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WHAT IS PARANOID PERSONALITY DISORDER?

Psst. Over here. You'll never believe what that Men Tell Health site said about Paranoid Personality Disorder. You really should read it. Oh wait, you are! Good for you!

Joking aside (I didn't agree to that - Editor) Paranoid Personality Disorder is a serious mental condition. As the name suggests, is defined by a lack of trust and an overriding suspicious nature of other people.

It can be an incredibly isolating experience to believe that almost everyone you meet has a hostile motive or are threatening towards you. They believe that almost everyone is, in some way, out to harm, exploit or 'trick' them, often to extreme levels. This occurs even if there is absolutely no evidence to back up their fears.

Not surprisingly, this makes building relationships very difficult indeed and as such, they can be very difficult to get on with. They can become argumentative, complaining and stand off-ish (that's a word right?).

It's not only other people that can cause a problem. Those living with Paranoid Personality Disorder tend to become extremely self-sufficient, not able to trust anyone else with the simplest aspects of their life. They can become very controlling and critical of other people and situations that occur around them, sticking to often very rigid regimes. They don't react to criticism very well and tend to hold grudges. Forgive and forget isn't part of their vocabulary.

Whilst it isn't a specifically gender biased condition, it does tend to occur in more men than woman. Typical! In general, it affects between 2% and 4% of the population, but often people don't seek help for the condition until it really starts to affect their life or until they reach the end of their tether with it.

THE SYMPTOMS

Paranoid Personality Disorder usually begins in the early stages of adulthood and can present itself in a number of ways. These include:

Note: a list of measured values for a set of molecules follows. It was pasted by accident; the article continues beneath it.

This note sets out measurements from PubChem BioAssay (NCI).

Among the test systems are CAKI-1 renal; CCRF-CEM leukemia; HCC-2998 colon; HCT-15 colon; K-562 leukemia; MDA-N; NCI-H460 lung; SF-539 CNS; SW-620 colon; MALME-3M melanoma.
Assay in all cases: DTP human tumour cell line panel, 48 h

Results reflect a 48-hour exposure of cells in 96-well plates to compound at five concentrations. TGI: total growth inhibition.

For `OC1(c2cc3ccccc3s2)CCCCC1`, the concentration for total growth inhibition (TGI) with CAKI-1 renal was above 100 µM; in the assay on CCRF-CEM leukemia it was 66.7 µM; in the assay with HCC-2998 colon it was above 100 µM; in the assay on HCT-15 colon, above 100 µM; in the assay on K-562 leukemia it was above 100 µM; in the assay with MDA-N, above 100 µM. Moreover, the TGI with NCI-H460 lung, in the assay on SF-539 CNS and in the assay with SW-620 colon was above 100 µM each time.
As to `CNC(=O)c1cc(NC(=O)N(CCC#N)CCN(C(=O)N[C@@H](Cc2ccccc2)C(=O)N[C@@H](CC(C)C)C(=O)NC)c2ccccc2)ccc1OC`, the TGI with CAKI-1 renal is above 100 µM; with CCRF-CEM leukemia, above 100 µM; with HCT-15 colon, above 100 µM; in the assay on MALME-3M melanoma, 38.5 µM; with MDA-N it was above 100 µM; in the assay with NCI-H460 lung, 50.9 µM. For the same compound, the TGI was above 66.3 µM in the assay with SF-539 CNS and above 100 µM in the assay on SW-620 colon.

• Suspicious of others and their motives, often without cause.
  • Doubting the loyalty of friends or colleagues.
  • Detached demeanour.
  • Often unnecessarily hostile towards people.
  • Socially isolating themselves.
  • Not confiding in others for fear of the information being 'used' against them.
  • Bears grudges.
  • Finds negative meaning in the most innocent of remarks.
  • Often believes a partner is cheating on them, again, often without good reason.

Paranoid Personality Disorder isn't a condition that is just 'picked out of the air'. For your Doctor (or more likely a mental health professional) to diagnose you with PPD, they should have first ruled out schizophrenia and other mood disorders, such as psychosis.

It is also not generally diagnosed in addition to other existing conditions, i.e. it's not something that generally occurs if someone already has been diagnosed with bipolar, schizophrenia or other mood-affective disorders.

WHAT CAUSES PARANOID PERSONALITY DISORDER?

No-one knows, blah, probably a mix of things, blah, blah. It might not sound like a great answer, but it is true that there just isn't one single cause for Paranoid Personality Disorder, or most other mental illnesses for that matter.

Most research shows that all personality disorders are caused by a combination of factors including how you've been brought and your relationships with others as a child. It also can be caused by your genetic make-up (not that you can do anything about that) and other environmental factors, like the structure you grew up in. 

Some believe that negative experiences you may have had as child also play a part. These can include growing up in an oppressive or threatening atmosphere or if your parents were quite condescending towards you.

WHAT TREATMENTS ARE AVAILABLE?

A combination of short-term medication and psychotherapy seem to work best for paranoid personality disorder. It is worth noting that medication is not always encouraged or viable by some, as this can lead to the patient becoming suspicious about the pills or the motives of the Doctor; an obvious trait of the condition.

If no treatment is offered or sought, the condition can become chronic.


If you live with Paranoid Personality Disorder, there may be some organisations on our Where To Turn pages that can help you. If not, and you know of one, please let us know and we'll look into it.

Also, if you'd like to share your experiences of living with PPD with our community so they can better understand how it feels, please take a look at our 'Men Tell' section.